(KRON) – Rainbow fentanyl is now circulating around the Bay Area. Berkeley police first found more than a pound of the brightly colored drug during a traffic stop earlier this month. This came after a nationwide alert was issued about the rainbow-colored drug.

The pills look like candy but are deadly and extremely addictive. They are popping up across the country and have been recently found right here in the Bay Area.

“Very scary and very upsetting because obviously anything that resembles candy is purposely targeting younger crowds,” said Jacqui Berlinn, co-founder of Mothers Against Drugs. 

Berlin, has been fighting to crack down on fentanyl and the open-air drug market in San Francisco for over a year with her organization. She’s personally seen the impact the drug has on individuals and families.

“I know a lot of people who think this can’t touch their families or won’t touch their family but I met many, many people who lost their children to addiction or either because their children died and they had no idea that fentanyl was even out there,” she said.

Berlinn worries these new fentanyl pills will lure more people to take the drug, especially among younger populations.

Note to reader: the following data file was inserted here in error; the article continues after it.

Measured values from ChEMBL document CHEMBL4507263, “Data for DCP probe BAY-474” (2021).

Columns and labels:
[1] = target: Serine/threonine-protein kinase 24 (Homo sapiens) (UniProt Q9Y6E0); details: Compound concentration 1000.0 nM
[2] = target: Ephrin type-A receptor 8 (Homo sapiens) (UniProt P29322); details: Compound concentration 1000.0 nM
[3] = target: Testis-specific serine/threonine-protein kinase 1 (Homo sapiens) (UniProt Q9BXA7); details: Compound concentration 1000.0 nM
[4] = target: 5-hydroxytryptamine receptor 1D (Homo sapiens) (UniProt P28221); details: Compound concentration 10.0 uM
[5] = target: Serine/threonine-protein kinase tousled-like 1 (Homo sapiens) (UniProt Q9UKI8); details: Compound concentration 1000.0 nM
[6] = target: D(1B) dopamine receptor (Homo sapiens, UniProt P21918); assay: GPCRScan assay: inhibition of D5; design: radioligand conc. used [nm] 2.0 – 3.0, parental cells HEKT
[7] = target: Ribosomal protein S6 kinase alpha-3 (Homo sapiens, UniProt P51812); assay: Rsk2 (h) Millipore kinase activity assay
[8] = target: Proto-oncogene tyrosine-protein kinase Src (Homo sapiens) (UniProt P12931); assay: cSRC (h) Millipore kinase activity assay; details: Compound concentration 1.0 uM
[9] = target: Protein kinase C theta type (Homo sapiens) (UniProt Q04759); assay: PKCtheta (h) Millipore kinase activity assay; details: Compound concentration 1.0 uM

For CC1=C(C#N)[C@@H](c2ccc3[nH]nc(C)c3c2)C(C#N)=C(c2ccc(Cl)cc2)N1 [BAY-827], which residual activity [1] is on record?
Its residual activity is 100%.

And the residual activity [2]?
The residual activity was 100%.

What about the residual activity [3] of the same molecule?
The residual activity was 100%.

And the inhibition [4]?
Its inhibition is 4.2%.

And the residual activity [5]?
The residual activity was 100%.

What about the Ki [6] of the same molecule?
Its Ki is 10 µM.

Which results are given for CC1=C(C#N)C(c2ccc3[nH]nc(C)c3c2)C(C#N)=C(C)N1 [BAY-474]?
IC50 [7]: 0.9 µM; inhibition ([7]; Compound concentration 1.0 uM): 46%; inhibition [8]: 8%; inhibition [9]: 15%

“This epidemic of fentanyl in our cities and states is absolutely destroying families,” she said. “It’s taken my son from me. Fentanyl is so incredibly addicting that if somebody can try it one time, they could die or they’ll want it again and that’s the reason I believe this rainbow fentanyl is coming out. It makes it look more attractive to a larger percentage of people.”

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Earlier this month, more than a pound was found in Berkeley during a drug stop. Just last month, rainbow fentanyl was found in Placer County and in Southern Oregon near the California border. It’s been said that the brightly colored pills are also circulating in San Francisco’s Tenderloin neighborhood.

“It’s absolutely a weapon of mass destruction. It’s killed far more people in San Francisco than COVID-19 ever did,” Berlin. said. 

Berlinn says city and state leaders need to take this crisis far more seriously and suppress the continued spread of fentanyl.